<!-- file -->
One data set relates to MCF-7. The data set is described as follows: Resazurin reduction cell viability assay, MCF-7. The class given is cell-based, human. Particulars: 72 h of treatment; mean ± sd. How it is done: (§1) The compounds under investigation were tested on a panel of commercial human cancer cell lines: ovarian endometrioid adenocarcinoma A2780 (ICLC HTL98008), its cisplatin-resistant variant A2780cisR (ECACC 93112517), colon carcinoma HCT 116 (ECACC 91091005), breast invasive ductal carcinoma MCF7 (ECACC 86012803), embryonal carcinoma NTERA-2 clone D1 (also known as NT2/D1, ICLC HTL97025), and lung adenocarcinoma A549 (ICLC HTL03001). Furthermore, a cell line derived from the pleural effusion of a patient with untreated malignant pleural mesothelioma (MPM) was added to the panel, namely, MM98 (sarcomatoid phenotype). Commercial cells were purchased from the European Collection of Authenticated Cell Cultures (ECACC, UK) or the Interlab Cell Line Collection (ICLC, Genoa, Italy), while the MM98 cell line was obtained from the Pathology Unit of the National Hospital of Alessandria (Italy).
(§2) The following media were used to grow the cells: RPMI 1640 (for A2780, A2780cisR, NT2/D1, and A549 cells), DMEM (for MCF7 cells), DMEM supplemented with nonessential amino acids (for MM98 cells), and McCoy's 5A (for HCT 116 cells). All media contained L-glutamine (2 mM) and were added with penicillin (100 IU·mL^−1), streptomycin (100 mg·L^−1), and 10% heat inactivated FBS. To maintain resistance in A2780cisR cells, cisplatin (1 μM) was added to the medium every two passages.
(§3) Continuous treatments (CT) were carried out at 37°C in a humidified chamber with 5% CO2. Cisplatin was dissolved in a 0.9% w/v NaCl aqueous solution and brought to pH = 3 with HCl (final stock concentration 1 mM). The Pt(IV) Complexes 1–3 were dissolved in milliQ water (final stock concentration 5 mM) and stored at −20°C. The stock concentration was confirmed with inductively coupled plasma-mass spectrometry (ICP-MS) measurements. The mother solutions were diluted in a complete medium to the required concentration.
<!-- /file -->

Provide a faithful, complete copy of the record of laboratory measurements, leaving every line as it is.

One data set relates to MCF-7. The data set is described as follows: Resazurin reduction cell viability assay, MCF-7. The class given is cell-based, human. Particulars: 72 h of treatment; mean ± sd. How it is done: (§1) The compounds under investigation were tested on a panel of commercial human cancer cell lines: ovarian endometrioid adenocarcinoma A2780 (ICLC HTL98008), its cisplatin-resistant variant A2780cisR (ECACC 93112517), colon carcinoma HCT 116 (ECACC 91091005), breast invasive ductal carcinoma MCF7 (ECACC 86012803), embryonal carcinoma NTERA-2 clone D1 (also known as NT2/D1, ICLC HTL97025), and lung adenocarcinoma A549 (ICLC HTL03001). Furthermore, a cell line derived from the pleural effusion of a patient with untreated malignant pleural mesothelioma (MPM) was added to the panel, namely, MM98 (sarcomatoid phenotype). Commercial cells were purchased from the European Collection of Authenticated Cell Cultures (ECACC, UK) or the Interlab Cell Line Collection (ICLC, Genoa, Italy), while the MM98 cell line was obtained from the Pathology Unit of the National Hospital of Alessandria (Italy).
(§2) The following media were used to grow the cells: RPMI 1640 (for A2780, A2780cisR, NT2/D1, and A549 cells), DMEM (for MCF7 cells), DMEM supplemented with nonessential amino acids (for MM98 cells), and McCoy's 5A (for HCT 116 cells). All media contained L-glutamine (2 mM) and were added with penicillin (100 IU·mL^−1), streptomycin (100 mg·L^−1), and 10% heat inactivated FBS. To maintain resistance in A2780cisR cells, cisplatin (1 μM) was added to the medium every two passages.
(§3) Continuous treatments (CT) were carried out at 37°C in a humidified chamber with 5% CO2. Cisplatin was dissolved in a 0.9% w/v NaCl aqueous solution and brought to pH = 3 with HCl (final stock concentration 1 mM). The Pt(IV) Complexes 1–3 were dissolved in milliQ water (final stock concentration 5 mM) and stored at −20°C. The stock concentration was confirmed with inductively coupled plasma-mass spectrometry (ICP-MS) measurements. The mother solutions were diluted in a complete medium to the required concentration.